Behavioral Corporate Finance: The Life Cycle of a CEO Career

Marius Guenzel is Assistant Professor of Finance at the Wharton School of the University of Pennsylvania and Ulrike M. Malmendier is Edward J. and Mollie Arnold Professor of Finance at University of California Berkeley Haas School of Business, and Professor of Economics at the University of California Berkeley. This post is based on their recent paper.

The study of managerial biases and their implications for firm outcomes is one of the fastest-growing research areas in finance. Since the mid-2000s, this strand of behavioral corporate finance has provided ample theoretical and empirical evidence on the influence of biases in the corporate realm. Research in this field has been a leading force in dismantling the argument that traditional economic mechanisms—(1) selection, (2) learning, and (3) market discipline—are sufficient to uphold the rational-manager paradigm.

In Behavioral Corporate Finance: The Life Cycle of a CEO Career (Oxford Research Encyclopedia of Economics and Finance, September 2020), we review and analyze the growing body of research in the field. We structure our discussion according to three distinct phases of CEO careers: appointment, being at the helm, and dismissal. A key contribution of our paper is the insight that each phase of this CEO career life cycle is closely linked to one of the three aforementioned pillars of the rational-manager paradigm.

With regard to CEO appointment, the rational-manager argument is that corporate executives are not a random subsample of the population; they are smart, highly educated, and selected, and therefore presumed not to be susceptible to the biases of consumers and investors. In fact, early behavioral research focused exclusively on biases among these actors (e.g. Barber and Odean 2000, Lamont and Thaler 2003). Successful C-level managers were thought to be immune to these psychological forces or, if anything, to exploit the biases of investors by timing the market (Baker and Wurgler 2000, Baker, Stein, and Wurgler 2003). However, subsequent work has uncovered how biases distort decision-making at the very top. Moreover, this research has helped to clarify that selection into top managerial positions does not impede the promotion of behavioral managers. To the contrary, competitive environments oftentimes promote their advancement, even under value-maximizing selection mechanisms (e.g. Goel and Thakor 2008). Additionally, managerial self-selection and manager-firm assortative matching, such as overconfident managers matching with high-growth and highly levered firms, contribute to the prevalence of behavioral biases among CEOs as well as their cross-sectional variation.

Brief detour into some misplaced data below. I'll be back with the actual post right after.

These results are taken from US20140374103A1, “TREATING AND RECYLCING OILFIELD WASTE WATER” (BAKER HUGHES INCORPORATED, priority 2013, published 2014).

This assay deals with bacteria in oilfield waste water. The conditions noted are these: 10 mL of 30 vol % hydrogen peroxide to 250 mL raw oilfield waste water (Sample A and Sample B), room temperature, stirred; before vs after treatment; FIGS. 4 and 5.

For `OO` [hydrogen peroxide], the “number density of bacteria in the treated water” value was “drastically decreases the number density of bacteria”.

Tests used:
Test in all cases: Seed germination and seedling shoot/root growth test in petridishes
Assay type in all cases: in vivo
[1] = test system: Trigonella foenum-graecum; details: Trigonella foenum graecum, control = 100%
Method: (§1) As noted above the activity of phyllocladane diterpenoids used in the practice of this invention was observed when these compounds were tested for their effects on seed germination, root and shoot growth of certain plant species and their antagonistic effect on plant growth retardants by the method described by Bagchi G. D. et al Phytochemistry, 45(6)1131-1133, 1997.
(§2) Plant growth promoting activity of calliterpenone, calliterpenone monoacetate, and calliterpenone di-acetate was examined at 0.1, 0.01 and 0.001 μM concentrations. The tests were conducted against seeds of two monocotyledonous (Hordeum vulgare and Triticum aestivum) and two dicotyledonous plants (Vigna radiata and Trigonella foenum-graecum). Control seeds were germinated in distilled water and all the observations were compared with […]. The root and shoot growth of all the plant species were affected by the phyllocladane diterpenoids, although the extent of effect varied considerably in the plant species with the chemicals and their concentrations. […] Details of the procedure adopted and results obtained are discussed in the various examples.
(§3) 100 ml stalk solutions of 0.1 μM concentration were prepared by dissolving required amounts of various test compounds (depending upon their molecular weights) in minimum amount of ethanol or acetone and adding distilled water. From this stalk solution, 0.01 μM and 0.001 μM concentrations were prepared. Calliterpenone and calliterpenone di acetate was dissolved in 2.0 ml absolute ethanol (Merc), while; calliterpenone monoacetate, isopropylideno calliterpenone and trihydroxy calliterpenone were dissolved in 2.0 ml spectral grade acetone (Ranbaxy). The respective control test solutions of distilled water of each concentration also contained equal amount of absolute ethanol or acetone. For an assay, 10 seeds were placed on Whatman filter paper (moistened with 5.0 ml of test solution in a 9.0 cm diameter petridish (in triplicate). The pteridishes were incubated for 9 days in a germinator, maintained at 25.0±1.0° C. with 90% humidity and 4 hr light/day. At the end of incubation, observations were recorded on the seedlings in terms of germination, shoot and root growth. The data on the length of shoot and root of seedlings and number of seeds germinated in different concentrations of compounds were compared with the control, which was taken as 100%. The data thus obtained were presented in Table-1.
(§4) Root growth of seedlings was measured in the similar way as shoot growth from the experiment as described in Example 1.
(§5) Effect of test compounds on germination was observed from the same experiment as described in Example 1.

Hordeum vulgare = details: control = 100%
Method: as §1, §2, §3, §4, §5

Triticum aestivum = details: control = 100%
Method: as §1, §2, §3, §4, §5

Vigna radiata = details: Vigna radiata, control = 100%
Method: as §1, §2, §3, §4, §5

With regard to the CEO being at the helm, the traditional argument is that while managers may make occasional mistakes, they are presumed to learn, update rationally, and optimize going forward. In sharp contrast to this, a convincing body of evidence documents systematic and persistent biases in managerial decision-making, such as overconfidence (e.g. Malmendier and Tate 2005, 2008), experience effects (e.g. Malmendier, Tate, and Yan 2011, Dittmar and Duchin 2015, Schoar and Zuo 2017), and the sunk-cost fallacy (Guenzel 2020). Factors limiting learning and de-biasing in the context of top-level decisions include the fact that many measurable corporate decisions tend to occur at low frequency (e.g. mergers and acquisitions). Additionally, the causal effects of managers’ decisions are clouded by self-attribution bias and are difficult to disentangle from those of concurrent events. Our analysis highlights that biased decision-making spans all decision areas in firms, from investment, M&A, and cross-segment capital allocation, to financing decisions including leverage, new issuances, and payout policy. The latest behavioral research also highlights the importance of taking into account the CFO’s biases in the context of financing decisions (Ben-David, Graham, and Harvey 2013, Boutros, Ben-David, Graham, Harvey, and Payne 2020, Malmendier, Pezone, and Zheng 2020), leading the way toward a comprehensive behavioral approach that considers C-suite joint decision-making.